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Posted 24 July 2013
Category: Strata, By-Laws
Owners corporations and their managing agents are often frustrated by unwanted sex industry businesses operating within their buildings and the lack of effective solutions to this problem. The New South Wales government recently conducted reviews of the sex industry legislation and the strata legislation, but no effective legislative solution has yet been presented.
Since 1995, when the Restricted Premises Act 1943, the Summary Offences Act 1988 and the Crimes Act 1900 were amended, this issue has essentially been a planning matter, rather than a policing matter. The police now have very limited powers in this area, as the use of premises for prostitution is no longer an offence and as police powers to obtain declarations and temporary closure orders in relation to premises under the Restricted Premises Act 1943 require more than the premises being used for prostitution, e.g. the premises being used for the unlawful supply of drugs or alcohol or being frequented by reputed criminals. In theory, under the Summary Offences Act 1988, it remains an offence to advertise premises used for prostitution or use for prostitution premises masquerading as a massage parlour, sauna, gym or photographic studio, but there appears to be little or no enforcement of this. For these reasons, the police can generally do little to assist.
The local council may be able to assist, if the use of the premises for prostitution is unlawful, i.e. prohibited or requiring a development consent which has not been obtained. However, council requirements and enthusiasm for enforcing them vary wildly. Some local environmental plans do not require development consent for prostitution in certain zones or for prostitution involving one or two sex workers working from their own premises. Councils have discretion in relation to enforcement action and many councils are unenthusiastic about enforcement action. Enforcement action is often ineffective, with operators ignoring closure orders and playing cat and mouse games with council and continue to operate for years before eventually relocating.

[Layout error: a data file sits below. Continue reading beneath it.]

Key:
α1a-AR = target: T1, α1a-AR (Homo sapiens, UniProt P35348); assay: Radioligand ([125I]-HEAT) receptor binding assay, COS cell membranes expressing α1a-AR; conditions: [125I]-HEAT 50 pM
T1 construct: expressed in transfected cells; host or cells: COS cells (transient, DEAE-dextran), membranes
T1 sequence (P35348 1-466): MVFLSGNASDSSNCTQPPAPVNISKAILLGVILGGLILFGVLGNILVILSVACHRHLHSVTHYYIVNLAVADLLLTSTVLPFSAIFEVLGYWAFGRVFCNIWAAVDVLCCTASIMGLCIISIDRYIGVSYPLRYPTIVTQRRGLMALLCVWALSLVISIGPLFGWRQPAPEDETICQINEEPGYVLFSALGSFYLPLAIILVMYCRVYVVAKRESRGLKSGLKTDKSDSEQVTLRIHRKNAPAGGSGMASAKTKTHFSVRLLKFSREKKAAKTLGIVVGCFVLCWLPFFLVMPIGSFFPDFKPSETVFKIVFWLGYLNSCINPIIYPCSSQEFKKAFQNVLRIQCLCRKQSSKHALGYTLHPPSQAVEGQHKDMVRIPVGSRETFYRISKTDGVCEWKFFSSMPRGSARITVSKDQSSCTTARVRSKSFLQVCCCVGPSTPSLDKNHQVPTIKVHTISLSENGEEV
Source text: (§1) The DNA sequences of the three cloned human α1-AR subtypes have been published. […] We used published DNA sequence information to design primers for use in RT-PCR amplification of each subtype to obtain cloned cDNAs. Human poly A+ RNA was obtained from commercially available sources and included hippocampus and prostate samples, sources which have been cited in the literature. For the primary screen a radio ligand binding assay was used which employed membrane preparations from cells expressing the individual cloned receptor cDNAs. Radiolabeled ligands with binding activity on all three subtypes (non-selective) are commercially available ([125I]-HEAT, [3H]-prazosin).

The owners corporation may be able to take private action, without Council’s involvement, if the use is unlawful, as section 123 of the Environmental Planning and Assessment Act 1979 permits any person to apply for orders restraining the breach of planning laws. However, this may not be practical, as it would involve expensive Land and Environment Court proceedings.
The lot owner may be able to assist, if the operator leases the premises. A lot owner may be willing to co-operate and remove the tenant, if the lease term has expired or if the operator is in breach of the lease, e.g. if the premises are not being used for a purpose permitted by the lease. However, the owners corporation may be unable to compel the lot owner to act, as Section 49 of the Strata Schemes Management Act 1996 prohibits a by-law restricting the lease of a lot.
A by-law made by the owners corporation may assist, as section 43 of the Strata Schemes Management Act 1996 permits a by-law in relation to “matters appropriate to the type of strata scheme concerned”. Our view is that this permits a by-law prohibiting the inappropriate use of a lot, e.g. operation of a sex industry business in a residential scheme. However, there may be significant problems with this approach. If the operator has obtained development consent, where Council has adopted section 28 of the Environmental Planning and Assessment Act 1979, this could operate to suspend such a by-law.
The main problem is that the penalties for breach of by-laws are generally not sufficient to deter operators, given the money made by many operators. The penalty for breach of a by-law itself is up to $550 plus costs, but if the owners corporation applies for and obtains an order of the Consumer Trader and Tenancy Tribunal that the operator comply with the by-law, the penalty for breach is up to $5,500 plus costs. A single penalty may not be a significant deterrent, but repeated penalties for ongoing breaches may be effective. However, in most instances of this nature the penalty would be payable to the government.
Our experience has been that the most effective means of curtailing an unwanted sex industry business within a strata scheme is to adopt the following approach:
***The information contained in this article is general information only and not legal advice. The currency, accuracy and completeness of this article (and its contents) should be checked by obtaining independent legal advice before you take any action or otherwise rely upon its contents in any way.